Thursday, August 18, 2011

Woman's College of Alabama

Woman's College of Alabama (April 1918)
Woman's College of Alabama

Location: Initially in Tuskegee, Alabama, moved to Montgomery, Alabama, USA in 1909

Founded: 1854

Closed: Began admitting men in 1935, name changed to Huntington College

The Tuskegee Female Insitute was chartered by the state of Alabama in February of 1854. But as the Huntington College website goes on to explain, the first cornerstone on the Tuskegee campus wasn't laid till April 1855, with the college opening its doors in February 1856:

There were four students in the first graduating class in 1856, but by September 1859 the College’s enrollment had risen to an average of 216, with 29 women graduating that year.

In 1872, the Alabama Conference of the Methodist Episcopal Church, South, assumed full management and control of the College. The reincorporation created the present governing body—a board of trustees—and a change in name to Alabama Conference Female College.

First basketball team (1890s)
In the aftermath of the Civil War, it became evident that the survival and growth of the College would best be ensured if the campus relocated to a more populous, urban environment. In 1906 Dr. John Massey, who had assumed the presidency in 1876, led the plans to move the College to Montgomery while College friends in the area began the search for a suitable site. Several citizens had initiated negotiations with landowners in an effort to persuade a donation of land, but these negotiations were unsuccessful. As a result, Dr. John Sellers, C.G. Zirkle, and William Moore approached J.G. Thomas, who agreed to sell to the men 50 acres in the Cloverdale section of Montgomery. The land was then donated to the College.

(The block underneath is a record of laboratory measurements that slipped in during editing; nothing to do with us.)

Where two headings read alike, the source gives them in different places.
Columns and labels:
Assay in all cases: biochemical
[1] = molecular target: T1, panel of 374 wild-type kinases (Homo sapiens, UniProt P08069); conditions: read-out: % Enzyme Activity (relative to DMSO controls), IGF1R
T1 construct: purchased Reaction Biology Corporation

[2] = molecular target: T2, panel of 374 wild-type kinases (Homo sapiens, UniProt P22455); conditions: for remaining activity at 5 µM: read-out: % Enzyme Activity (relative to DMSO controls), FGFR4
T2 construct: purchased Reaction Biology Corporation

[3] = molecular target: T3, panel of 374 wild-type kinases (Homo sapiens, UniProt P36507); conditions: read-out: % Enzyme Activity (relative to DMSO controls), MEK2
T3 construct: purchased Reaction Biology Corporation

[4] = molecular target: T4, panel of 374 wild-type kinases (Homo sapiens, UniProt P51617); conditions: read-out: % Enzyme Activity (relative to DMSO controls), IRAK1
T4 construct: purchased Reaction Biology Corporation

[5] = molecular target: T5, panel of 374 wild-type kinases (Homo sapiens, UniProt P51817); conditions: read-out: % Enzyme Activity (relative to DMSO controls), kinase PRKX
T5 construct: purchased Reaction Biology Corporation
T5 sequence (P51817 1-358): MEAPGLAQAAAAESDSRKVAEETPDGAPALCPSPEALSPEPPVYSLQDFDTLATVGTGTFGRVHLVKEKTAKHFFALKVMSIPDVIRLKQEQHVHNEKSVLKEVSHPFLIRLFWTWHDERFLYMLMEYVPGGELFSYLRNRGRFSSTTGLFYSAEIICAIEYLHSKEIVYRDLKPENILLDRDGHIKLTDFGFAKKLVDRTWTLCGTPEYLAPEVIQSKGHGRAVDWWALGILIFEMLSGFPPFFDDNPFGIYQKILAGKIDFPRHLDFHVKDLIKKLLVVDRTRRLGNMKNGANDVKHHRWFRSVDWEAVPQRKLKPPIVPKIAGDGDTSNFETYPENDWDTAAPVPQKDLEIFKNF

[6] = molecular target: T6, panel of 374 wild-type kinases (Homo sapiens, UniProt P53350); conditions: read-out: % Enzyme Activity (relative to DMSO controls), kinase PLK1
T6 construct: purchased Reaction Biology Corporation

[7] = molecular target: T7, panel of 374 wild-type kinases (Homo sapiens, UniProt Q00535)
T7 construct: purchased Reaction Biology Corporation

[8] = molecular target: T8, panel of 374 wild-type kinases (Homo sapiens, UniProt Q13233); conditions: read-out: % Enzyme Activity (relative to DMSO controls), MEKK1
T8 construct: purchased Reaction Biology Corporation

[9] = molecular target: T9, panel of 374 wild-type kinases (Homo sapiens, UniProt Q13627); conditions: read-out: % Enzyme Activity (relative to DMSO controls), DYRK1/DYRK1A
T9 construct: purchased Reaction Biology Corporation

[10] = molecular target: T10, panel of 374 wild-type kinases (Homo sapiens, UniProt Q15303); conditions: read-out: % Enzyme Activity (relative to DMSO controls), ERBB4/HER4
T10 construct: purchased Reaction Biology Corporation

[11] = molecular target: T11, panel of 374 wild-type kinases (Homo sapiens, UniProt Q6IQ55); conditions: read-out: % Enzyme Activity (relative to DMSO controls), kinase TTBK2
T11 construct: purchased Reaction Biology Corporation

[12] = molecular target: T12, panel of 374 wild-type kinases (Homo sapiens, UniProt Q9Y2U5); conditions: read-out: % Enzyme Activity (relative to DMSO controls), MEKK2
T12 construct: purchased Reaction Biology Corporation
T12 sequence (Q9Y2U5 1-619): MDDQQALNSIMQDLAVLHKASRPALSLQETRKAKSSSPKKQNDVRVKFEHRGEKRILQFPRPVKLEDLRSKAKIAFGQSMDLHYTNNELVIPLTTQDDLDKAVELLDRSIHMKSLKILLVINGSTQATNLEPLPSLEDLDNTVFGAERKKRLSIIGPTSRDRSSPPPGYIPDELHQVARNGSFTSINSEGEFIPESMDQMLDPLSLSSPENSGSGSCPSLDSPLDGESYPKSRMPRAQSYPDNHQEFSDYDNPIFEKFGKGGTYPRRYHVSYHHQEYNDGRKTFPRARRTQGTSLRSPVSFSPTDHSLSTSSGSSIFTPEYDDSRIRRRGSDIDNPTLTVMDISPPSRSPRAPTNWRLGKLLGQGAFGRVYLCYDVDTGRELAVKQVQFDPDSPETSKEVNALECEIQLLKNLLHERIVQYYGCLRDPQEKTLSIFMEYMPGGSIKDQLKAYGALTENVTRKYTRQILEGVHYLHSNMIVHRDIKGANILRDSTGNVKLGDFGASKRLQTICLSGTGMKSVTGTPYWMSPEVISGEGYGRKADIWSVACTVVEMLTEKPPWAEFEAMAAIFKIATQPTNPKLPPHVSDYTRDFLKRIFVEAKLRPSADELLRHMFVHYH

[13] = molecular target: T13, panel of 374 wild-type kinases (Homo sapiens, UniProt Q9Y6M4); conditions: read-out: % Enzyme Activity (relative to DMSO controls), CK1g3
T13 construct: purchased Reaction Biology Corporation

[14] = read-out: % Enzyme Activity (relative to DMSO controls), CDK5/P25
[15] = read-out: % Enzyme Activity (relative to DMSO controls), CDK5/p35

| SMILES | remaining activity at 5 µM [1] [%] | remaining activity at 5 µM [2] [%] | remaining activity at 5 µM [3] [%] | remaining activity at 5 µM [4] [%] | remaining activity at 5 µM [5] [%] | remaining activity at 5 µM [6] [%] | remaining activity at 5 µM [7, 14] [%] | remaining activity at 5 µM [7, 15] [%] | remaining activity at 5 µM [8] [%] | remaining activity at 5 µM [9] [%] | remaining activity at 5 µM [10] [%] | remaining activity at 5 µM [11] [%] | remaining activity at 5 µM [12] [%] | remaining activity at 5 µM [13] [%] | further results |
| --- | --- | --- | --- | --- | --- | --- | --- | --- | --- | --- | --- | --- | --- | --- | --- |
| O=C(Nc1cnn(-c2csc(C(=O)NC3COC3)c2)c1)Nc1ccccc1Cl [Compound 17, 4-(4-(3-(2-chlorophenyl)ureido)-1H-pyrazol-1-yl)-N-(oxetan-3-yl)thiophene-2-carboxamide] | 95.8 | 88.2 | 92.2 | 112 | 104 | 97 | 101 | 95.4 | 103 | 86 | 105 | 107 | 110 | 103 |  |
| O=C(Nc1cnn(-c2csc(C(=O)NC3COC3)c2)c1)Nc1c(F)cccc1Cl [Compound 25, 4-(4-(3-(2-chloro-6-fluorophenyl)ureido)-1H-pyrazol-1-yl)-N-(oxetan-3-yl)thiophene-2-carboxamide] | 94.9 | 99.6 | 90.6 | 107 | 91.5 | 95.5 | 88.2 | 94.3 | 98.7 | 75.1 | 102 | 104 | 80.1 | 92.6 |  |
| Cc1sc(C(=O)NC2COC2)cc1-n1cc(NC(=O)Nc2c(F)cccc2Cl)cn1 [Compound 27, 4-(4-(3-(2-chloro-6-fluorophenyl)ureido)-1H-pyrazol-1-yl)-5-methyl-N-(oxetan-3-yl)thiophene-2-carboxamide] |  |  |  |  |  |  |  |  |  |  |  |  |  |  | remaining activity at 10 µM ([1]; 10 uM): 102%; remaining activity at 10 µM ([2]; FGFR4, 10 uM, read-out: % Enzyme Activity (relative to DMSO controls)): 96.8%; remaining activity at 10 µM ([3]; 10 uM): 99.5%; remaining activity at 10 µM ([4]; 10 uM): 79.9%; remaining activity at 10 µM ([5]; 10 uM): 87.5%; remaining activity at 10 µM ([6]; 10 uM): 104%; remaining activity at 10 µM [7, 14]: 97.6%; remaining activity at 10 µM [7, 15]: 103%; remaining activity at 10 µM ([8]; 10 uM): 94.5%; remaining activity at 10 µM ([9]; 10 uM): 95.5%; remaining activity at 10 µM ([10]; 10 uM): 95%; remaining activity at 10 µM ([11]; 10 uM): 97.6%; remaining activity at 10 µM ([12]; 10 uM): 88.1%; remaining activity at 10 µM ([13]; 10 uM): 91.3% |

On August 24, 1909, furniture, equipment, and all official college records covering a period of more than half a century were moved into a rented building in Montgomery, which was to house the College until the first building on the new campus was completed. That night, the rented building burned, destroying its contents. Other housing arrangements were made, however, and in the fall of 1910 the new campus opened under the name Woman’s College of Alabama. Since the move to Montgomery had occurred the previous year, 1909 remains the recognized founding date of the Montgomery campus.

By the early 1930s, the college's (largely male) leadership had decided to turn the school coed. Seems somewhat ironic that when they renamed the school in order to make it more attractive to male students, they named it after a woman....

In 1934, the first male student was graduated, but it was not until 20 years later—in 1954—that full-time male resident students would be admitted. Once the College became a co-educational institution, the name Woman’s College of Alabama was no longer suitable. In 1935, in recognition of its affiliation with the United Methodist Church, the name Huntingdon College was selected to honor Selina, Countess of Huntingdon, a woman who had been one of the first and most influential persons associated with the Wesleyan movement in England.

Photos: Woman's College of Alabama (April 1918), the first basketball team of the Alabama Conference Female College (mid 1890s)

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